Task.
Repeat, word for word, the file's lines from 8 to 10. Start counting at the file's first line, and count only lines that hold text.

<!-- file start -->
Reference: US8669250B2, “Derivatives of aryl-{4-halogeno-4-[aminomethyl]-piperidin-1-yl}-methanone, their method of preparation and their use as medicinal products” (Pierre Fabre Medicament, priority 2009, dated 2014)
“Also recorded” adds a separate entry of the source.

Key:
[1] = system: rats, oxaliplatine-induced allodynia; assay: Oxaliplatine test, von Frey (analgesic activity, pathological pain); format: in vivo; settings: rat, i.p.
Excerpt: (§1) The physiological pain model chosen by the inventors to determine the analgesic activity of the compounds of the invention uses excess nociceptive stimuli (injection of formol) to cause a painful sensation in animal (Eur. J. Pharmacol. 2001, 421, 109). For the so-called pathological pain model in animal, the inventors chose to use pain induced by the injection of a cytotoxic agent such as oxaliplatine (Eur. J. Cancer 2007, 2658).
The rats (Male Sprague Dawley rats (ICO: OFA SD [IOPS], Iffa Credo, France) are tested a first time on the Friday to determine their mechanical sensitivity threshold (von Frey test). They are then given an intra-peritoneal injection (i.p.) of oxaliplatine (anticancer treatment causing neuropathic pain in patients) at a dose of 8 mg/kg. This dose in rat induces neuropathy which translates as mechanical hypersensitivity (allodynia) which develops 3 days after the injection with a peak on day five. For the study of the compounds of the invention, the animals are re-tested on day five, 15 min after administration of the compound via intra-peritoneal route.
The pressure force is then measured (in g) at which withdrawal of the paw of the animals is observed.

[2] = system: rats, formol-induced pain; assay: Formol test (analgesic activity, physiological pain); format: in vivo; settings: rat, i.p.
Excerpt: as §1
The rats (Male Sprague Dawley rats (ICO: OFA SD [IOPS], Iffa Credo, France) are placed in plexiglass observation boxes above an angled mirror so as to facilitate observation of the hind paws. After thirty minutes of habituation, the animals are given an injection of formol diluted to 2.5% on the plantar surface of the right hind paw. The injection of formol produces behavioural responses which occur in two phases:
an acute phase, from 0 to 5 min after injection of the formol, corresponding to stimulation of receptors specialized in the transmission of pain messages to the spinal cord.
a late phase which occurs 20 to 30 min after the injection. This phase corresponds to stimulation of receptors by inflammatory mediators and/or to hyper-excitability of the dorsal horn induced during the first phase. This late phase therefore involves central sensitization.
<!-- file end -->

[2] = system: rats, formol-induced pain; assay: Formol test (analgesic activity, physiological pain); format: in vivo; settings: rat, i.p.
Excerpt: as §1
The rats (Male Sprague Dawley rats (ICO: OFA SD [IOPS], Iffa Credo, France) are placed in plexiglass observation boxes above an angled mirror so as to facilitate observation of the hind paws. After thirty minutes of habituation, the animals are given an injection of formol diluted to 2.5% on the plantar surface of the right hind paw. The injection of formol produces behavioural responses which occur in two phases: